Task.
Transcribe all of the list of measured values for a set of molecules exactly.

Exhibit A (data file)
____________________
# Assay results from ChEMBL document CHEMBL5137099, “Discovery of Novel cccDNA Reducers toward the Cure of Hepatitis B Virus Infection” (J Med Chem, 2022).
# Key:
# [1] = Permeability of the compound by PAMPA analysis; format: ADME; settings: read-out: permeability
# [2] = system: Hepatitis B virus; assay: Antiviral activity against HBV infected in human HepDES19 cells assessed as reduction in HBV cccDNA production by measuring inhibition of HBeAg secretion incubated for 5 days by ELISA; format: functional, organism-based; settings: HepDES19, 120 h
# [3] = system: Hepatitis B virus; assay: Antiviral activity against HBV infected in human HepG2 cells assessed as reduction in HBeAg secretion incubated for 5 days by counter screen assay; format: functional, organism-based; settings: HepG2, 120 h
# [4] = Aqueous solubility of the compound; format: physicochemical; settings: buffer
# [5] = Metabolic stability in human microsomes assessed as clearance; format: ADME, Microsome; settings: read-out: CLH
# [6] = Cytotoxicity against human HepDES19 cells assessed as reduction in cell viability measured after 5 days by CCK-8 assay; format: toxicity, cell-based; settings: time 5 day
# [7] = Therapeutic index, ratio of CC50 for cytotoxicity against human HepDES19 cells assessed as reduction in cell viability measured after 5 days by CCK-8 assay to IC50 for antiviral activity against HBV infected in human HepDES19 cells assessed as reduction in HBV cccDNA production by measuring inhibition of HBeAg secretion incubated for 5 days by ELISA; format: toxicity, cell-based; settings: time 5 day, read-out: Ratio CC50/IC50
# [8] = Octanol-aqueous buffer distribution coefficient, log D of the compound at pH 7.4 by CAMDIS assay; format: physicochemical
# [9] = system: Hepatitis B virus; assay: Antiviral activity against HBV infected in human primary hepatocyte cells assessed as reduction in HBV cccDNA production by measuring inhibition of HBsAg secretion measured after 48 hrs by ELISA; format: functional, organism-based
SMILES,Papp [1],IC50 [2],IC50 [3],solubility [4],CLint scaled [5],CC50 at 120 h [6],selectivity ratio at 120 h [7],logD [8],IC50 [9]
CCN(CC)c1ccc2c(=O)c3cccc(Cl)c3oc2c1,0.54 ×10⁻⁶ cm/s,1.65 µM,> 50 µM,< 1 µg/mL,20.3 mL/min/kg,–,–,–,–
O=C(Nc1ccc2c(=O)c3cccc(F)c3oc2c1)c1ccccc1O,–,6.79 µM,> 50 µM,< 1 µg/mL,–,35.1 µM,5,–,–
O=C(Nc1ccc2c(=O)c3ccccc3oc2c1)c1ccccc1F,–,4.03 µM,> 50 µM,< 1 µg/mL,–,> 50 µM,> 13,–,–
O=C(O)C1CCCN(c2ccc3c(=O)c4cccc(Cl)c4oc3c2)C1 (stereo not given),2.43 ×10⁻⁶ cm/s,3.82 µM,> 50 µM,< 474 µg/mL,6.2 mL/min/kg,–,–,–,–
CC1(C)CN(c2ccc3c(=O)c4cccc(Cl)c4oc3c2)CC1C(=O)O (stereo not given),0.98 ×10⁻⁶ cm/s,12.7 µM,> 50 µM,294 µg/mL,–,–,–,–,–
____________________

# Assay results from ChEMBL document CHEMBL5137099, “Discovery of Novel cccDNA Reducers toward the Cure of Hepatitis B Virus Infection” (J Med Chem, 2022).
# Key:
# [1] = Permeability of the compound by PAMPA analysis; format: ADME; settings: read-out: permeability
# [2] = system: Hepatitis B virus; assay: Antiviral activity against HBV infected in human HepDES19 cells assessed as reduction in HBV cccDNA production by measuring inhibition of HBeAg secretion incubated for 5 days by ELISA; format: functional, organism-based; settings: HepDES19, 120 h
# [3] = system: Hepatitis B virus; assay: Antiviral activity against HBV infected in human HepG2 cells assessed as reduction in HBeAg secretion incubated for 5 days by counter screen assay; format: functional, organism-based; settings: HepG2, 120 h
# [4] = Aqueous solubility of the compound; format: physicochemical; settings: buffer
# [5] = Metabolic stability in human microsomes assessed as clearance; format: ADME, Microsome; settings: read-out: CLH
# [6] = Cytotoxicity against human HepDES19 cells assessed as reduction in cell viability measured after 5 days by CCK-8 assay; format: toxicity, cell-based; settings: time 5 day
# [7] = Therapeutic index, ratio of CC50 for cytotoxicity against human HepDES19 cells assessed as reduction in cell viability measured after 5 days by CCK-8 assay to IC50 for antiviral activity against HBV infected in human HepDES19 cells assessed as reduction in HBV cccDNA production by measuring inhibition of HBeAg secretion incubated for 5 days by ELISA; format: toxicity, cell-based; settings: time 5 day, read-out: Ratio CC50/IC50
# [8] = Octanol-aqueous buffer distribution coefficient, log D of the compound at pH 7.4 by CAMDIS assay; format: physicochemical
# [9] = system: Hepatitis B virus; assay: Antiviral activity against HBV infected in human primary hepatocyte cells assessed as reduction in HBV cccDNA production by measuring inhibition of HBsAg secretion measured after 48 hrs by ELISA; format: functional, organism-based
SMILES,Papp [1],IC50 [2],IC50 [3],solubility [4],CLint scaled [5],CC50 at 120 h [6],selectivity ratio at 120 h [7],logD [8],IC50 [9]
CCN(CC)c1ccc2c(=O)c3cccc(Cl)c3oc2c1,0.54 ×10⁻⁶ cm/s,1.65 µM,> 50 µM,< 1 µg/mL,20.3 mL/min/kg,–,–,–,–
O=C(Nc1ccc2c(=O)c3cccc(F)c3oc2c1)c1ccccc1O,–,6.79 µM,> 50 µM,< 1 µg/mL,–,35.1 µM,5,–,–
O=C(Nc1ccc2c(=O)c3ccccc3oc2c1)c1ccccc1F,–,4.03 µM,> 50 µM,< 1 µg/mL,–,> 50 µM,> 13,–,–
O=C(O)C1CCCN(c2ccc3c(=O)c4cccc(Cl)c4oc3c2)C1 (stereo not given),2.43 ×10⁻⁶ cm/s,3.82 µM,> 50 µM,< 474 µg/mL,6.2 mL/min/kg,–,–,–,–
CC1(C)CN(c2ccc3c(=O)c4cccc(Cl)c4oc3c2)CC1C(=O)O (stereo not given),0.98 ×10⁻⁶ cm/s,12.7 µM,> 50 µM,294 µg/mL,–,–,–,–,–